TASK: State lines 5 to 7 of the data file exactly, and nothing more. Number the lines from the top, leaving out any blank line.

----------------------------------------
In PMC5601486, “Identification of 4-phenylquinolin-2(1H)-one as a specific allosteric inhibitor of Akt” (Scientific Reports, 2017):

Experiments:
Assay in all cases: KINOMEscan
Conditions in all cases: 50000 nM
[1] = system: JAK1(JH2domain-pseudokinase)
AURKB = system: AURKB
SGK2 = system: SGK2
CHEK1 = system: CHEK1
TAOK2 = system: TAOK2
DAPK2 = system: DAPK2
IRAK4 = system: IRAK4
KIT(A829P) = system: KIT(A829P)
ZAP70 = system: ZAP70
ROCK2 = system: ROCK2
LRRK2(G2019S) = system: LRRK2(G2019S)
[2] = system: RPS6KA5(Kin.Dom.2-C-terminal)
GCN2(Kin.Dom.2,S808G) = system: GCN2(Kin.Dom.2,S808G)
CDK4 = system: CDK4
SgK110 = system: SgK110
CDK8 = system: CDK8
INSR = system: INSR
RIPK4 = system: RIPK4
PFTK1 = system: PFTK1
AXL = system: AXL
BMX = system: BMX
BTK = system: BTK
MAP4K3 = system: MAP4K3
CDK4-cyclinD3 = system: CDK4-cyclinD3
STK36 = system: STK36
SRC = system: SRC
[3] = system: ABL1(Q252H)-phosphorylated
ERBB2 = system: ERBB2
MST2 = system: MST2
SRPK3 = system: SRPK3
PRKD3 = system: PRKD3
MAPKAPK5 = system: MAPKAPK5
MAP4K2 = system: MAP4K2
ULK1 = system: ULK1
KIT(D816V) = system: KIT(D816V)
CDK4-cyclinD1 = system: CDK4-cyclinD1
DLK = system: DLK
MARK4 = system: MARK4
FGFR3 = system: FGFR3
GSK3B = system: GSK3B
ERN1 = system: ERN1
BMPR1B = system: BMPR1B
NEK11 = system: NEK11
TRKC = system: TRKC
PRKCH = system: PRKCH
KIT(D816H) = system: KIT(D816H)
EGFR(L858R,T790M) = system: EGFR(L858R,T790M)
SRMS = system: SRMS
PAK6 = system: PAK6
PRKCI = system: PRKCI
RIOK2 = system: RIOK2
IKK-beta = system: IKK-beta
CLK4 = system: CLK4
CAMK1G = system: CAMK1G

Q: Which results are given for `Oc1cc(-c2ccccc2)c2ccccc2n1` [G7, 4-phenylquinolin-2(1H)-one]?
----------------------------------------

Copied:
[1] = system: JAK1(JH2domain-pseudokinase)
AURKB = system: AURKB
SGK2 = system: SGK2